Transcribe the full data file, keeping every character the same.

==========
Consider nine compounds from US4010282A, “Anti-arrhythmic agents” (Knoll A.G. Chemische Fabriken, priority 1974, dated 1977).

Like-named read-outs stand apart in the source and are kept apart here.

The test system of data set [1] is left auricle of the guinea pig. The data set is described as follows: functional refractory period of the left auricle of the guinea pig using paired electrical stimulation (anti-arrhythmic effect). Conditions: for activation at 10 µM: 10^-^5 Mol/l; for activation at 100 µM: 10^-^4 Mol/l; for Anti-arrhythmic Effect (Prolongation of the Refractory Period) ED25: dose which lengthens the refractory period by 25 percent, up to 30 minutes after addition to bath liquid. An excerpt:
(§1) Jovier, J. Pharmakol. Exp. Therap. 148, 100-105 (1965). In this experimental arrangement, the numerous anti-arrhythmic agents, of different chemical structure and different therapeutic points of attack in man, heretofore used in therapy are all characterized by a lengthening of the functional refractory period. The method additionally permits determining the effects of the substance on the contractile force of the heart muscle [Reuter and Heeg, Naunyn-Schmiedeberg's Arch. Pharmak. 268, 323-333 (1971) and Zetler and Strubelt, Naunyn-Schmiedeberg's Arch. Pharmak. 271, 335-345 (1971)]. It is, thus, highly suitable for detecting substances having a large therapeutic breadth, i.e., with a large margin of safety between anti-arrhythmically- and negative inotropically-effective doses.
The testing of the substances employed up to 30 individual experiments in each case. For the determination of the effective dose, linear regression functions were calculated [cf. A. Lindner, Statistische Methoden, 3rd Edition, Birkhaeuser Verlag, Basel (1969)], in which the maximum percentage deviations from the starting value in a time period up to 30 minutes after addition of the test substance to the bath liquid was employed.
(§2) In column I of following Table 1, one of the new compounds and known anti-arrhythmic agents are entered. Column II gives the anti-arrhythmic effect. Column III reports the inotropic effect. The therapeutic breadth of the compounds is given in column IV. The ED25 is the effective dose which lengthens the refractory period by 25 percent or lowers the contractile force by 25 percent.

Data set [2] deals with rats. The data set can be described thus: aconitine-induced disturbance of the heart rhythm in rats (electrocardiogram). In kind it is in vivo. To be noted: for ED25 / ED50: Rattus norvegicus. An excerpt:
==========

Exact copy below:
Consider nine compounds from US4010282A, “Anti-arrhythmic agents” (Knoll A.G. Chemische Fabriken, priority 1974, dated 1977).

Like-named read-outs stand apart in the source and are kept apart here.

The test system of data set [1] is left auricle of the guinea pig. The data set is described as follows: functional refractory period of the left auricle of the guinea pig using paired electrical stimulation (anti-arrhythmic effect). Conditions: for activation at 10 µM: 10^-^5 Mol/l; for activation at 100 µM: 10^-^4 Mol/l; for Anti-arrhythmic Effect (Prolongation of the Refractory Period) ED25: dose which lengthens the refractory period by 25 percent, up to 30 minutes after addition to bath liquid. An excerpt:
(§1) Jovier, J. Pharmakol. Exp. Therap. 148, 100-105 (1965). In this experimental arrangement, the numerous anti-arrhythmic agents, of different chemical structure and different therapeutic points of attack in man, heretofore used in therapy are all characterized by a lengthening of the functional refractory period. The method additionally permits determining the effects of the substance on the contractile force of the heart muscle [Reuter and Heeg, Naunyn-Schmiedeberg's Arch. Pharmak. 268, 323-333 (1971) and Zetler and Strubelt, Naunyn-Schmiedeberg's Arch. Pharmak. 271, 335-345 (1971)]. It is, thus, highly suitable for detecting substances having a large therapeutic breadth, i.e., with a large margin of safety between anti-arrhythmically- and negative inotropically-effective doses.
The testing of the substances employed up to 30 individual experiments in each case. For the determination of the effective dose, linear regression functions were calculated [cf. A. Lindner, Statistische Methoden, 3rd Edition, Birkhaeuser Verlag, Basel (1969)], in which the maximum percentage deviations from the starting value in a time period up to 30 minutes after addition of the test substance to the bath liquid was employed.
(§2) In column I of following Table 1, one of the new compounds and known anti-arrhythmic agents are entered. Column II gives the anti-arrhythmic effect. Column III reports the inotropic effect. The therapeutic breadth of the compounds is given in column IV. The ED25 is the effective dose which lengthens the refractory period by 25 percent or lowers the contractile force by 25 percent.

Data set [2] deals with rats. The data set can be described thus: aconitine-induced disturbance of the heart rhythm in rats (electrocardiogram). In kind it is in vivo. To be noted: for ED25 / ED50: Rattus norvegicus. An excerpt: